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CHICAGO — The total U.S. restaurant count experienced a 0.6-percent dip to 629,488 units from one year ago, according to The NPD Group’s latest research, "Fall 2015 Recount," which includes restaurants open as of Sept. 30.
Independent restaurants were negatively impacted by the total restaurant count, with a 2-percent decline in units. Alternatively, chain units saw a positive impact with unit increases by 1 percent from a year ago from 289,726 to 292,943 units.
Although the 2-percent decline in independent restaurant units is sourced by both quick-service and full-service segments, the higher concentration of independent units is in the full-service segment, which includes casual dining, midscale/family dining and fine dining, according to NPD. The quick-service segment saw the steepest unit decline, while the fast casual quick-service category continues to rise, increasing units by 5 percent from 18,176 in fall 2014 to 19,043 in fall 2015.
NPD’s ongoing foodservice market research CREST also found that U.S. restaurant visits in the year ending December 2015 nearly returned to pre-recession levels, up 700 million visits from 2010. Visits to quick service restaurants — which represent 79 percent of total industry traffic — were up 1 percent, while full service restaurant traffic — representing 21 percent of total visits — declined.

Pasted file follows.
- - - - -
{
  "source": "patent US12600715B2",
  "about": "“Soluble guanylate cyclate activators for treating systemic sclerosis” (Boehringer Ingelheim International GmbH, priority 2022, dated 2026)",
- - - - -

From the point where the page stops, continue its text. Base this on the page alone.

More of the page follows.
The market research firm also found that restaurant count tallies in the top five largest metropolitan areas of New York City, Los Angeles, Chicago, Dallas and Houston were a mix of up and down:
- The New York-Newark-Jersey City area experienced the steepest decline with a 6-percent dip in units, dropping from 48,239 restaurants to 46,793.
- Restaurants in the Chicago-Naperville-Elgin metro declined by 3 percent, decreasing units from 19,577 to 19,322.
- Los Angeles-Long Beach-Anaheim increased restaurants by 2 percent, from 28,928 in fall 2014 to 29,208 in fall 2015.
- Dallas-Fort Worth-Arlington restaurant counts climbed by 3 percent, from 13,542 to 13,763.
- Restaurant units in Houston-The Woodlands-Sugar Land also increased by 3 percent from 12,149 to 12,339.
“There is still a cautious approach to expansion overall as the restaurant sector continues to recover, but chains are slowly adding on units and the fast casual quick-service category continues to grow,” says Greg Starzynski, director, product management, NPD Foodservice. “Independents are historically less stable, not having the same resources as chains to get through more difficult times.”